New methadone clinic discussed
Company, DSHS say the county faces crisis of opiate addiction
Hundreds of people across Eastern Washington need urgent help to fight drug addiction, according to state health officials, and a California company with a sterling record of substance abuse treatment in Western Washington is poised to open a Spokane Valley methadone clinic in October.
It would be the second methadone clinic in the county. WCHS Inc., a division of CRC Health Group, said during a public hearing Thursday that it could potentially treat more than 300 patients at its clinic, 15812 E. Indiana Ave., across Sullivan Road from the Spokane Valley Mall.
Opiate addiction is menacing people across Washington state and ranks as the second-leading killer behind only heart disease, said Dave Cush, regional director for CRC. The company already operates four clinics in Western Washington.
“We’re in a public health crisis, and we need to do something,” said Deb Cummins, a certification policy manager for the Washington Department of Social and Health Services. “And in Spokane County we have a real issue.”
The new methadone clinic would accept patients with insurance or those who pay out of pocket. It would not accept Medicaid patients.
Shawn Chalich, an attorney with offices in the same building as the proposed clinic, urged DSHS to reject the site.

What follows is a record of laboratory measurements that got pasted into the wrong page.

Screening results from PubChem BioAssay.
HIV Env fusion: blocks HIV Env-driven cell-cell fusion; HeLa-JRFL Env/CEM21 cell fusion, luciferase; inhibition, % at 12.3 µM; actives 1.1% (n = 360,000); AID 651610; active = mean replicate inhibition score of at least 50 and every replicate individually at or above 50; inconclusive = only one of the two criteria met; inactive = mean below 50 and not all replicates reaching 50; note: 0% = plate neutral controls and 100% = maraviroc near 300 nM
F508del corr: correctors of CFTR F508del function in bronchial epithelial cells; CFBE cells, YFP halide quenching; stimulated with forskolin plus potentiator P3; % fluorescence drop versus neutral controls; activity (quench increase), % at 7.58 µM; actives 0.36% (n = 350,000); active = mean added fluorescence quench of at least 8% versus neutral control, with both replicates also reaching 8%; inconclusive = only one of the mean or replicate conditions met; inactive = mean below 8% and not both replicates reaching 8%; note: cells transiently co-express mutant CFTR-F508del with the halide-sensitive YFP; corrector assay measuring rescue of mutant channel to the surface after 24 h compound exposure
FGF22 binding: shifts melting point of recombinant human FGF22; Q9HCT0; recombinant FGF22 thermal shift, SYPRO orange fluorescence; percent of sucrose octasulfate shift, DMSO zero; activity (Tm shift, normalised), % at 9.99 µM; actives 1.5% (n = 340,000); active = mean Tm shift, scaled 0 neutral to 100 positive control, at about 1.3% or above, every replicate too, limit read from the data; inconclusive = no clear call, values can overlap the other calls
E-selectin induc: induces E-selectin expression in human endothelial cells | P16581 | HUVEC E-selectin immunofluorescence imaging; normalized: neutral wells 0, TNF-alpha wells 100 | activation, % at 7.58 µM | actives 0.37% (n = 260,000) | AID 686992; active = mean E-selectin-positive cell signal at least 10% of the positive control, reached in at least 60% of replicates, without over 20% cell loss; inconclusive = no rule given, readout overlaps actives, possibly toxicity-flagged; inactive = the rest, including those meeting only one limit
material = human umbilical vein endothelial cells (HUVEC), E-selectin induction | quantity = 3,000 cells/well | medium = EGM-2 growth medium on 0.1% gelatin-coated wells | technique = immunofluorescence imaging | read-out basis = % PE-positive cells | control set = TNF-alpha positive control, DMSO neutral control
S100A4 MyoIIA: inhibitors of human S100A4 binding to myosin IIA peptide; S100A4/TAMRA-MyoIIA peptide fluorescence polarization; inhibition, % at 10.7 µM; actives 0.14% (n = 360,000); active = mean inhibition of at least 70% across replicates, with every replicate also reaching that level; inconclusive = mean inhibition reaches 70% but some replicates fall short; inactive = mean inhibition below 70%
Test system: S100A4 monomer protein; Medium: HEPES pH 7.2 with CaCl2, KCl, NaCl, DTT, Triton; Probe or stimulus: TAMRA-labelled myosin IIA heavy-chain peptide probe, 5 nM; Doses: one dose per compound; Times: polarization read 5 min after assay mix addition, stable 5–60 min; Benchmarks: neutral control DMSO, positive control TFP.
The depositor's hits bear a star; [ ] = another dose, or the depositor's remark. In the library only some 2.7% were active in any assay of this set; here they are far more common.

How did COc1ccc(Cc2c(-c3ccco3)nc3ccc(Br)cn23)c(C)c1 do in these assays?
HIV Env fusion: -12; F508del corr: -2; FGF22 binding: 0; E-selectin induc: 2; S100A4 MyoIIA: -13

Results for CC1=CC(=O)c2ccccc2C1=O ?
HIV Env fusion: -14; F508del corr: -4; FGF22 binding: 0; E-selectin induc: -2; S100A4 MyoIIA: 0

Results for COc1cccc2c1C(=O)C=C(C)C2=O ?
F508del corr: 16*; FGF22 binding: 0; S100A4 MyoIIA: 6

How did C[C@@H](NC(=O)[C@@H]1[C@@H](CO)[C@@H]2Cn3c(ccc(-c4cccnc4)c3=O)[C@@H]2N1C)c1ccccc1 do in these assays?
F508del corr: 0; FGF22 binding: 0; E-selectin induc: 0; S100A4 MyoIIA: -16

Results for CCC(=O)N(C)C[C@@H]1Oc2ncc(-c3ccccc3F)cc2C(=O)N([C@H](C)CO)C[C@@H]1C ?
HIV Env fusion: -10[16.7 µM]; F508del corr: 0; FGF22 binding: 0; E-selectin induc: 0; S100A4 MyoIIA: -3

The area is growing with new construction of offices, restaurants and hotels, and is unsuitable for a drug addiction clinic, where several hundred people would arrive daily to take methadone, receive counseling and undergo drug testing, Chalich said.
Spokane Valley’s cluster of medical buildings is centered around Valley Hospital and Medical Center, more than a mile away.
Cush said the clinic expects a patient base where 80 percent of the people have jobs.
“These are people who may be struggling with addiction, but they are holding it together, seeking help and participating in society,” he said.
In some communities methadone clinics spark fears that large gatherings of drug addicts leads to theft, narcotics dealing and violence.
Cush said that’s never been the case at CRC’s clinics.
Methadone, a prescription drug, is considered a last-resort treatment for addicts. Patients arrive at the clinic daily for their dose, which dulls their drug craving.
Some addicts and pain patients receive methadone prescriptions from their doctors. State health officials contend this is where most methadone abuse occurs.
Spokane’s only methadone clinic now is at the Spokane Regional Health District in downtown Spokane. It treats about 470 people, including many on Medicaid. The average cost of methadone treatments is about $219 a month and patients remain on the drug often for longer than a year.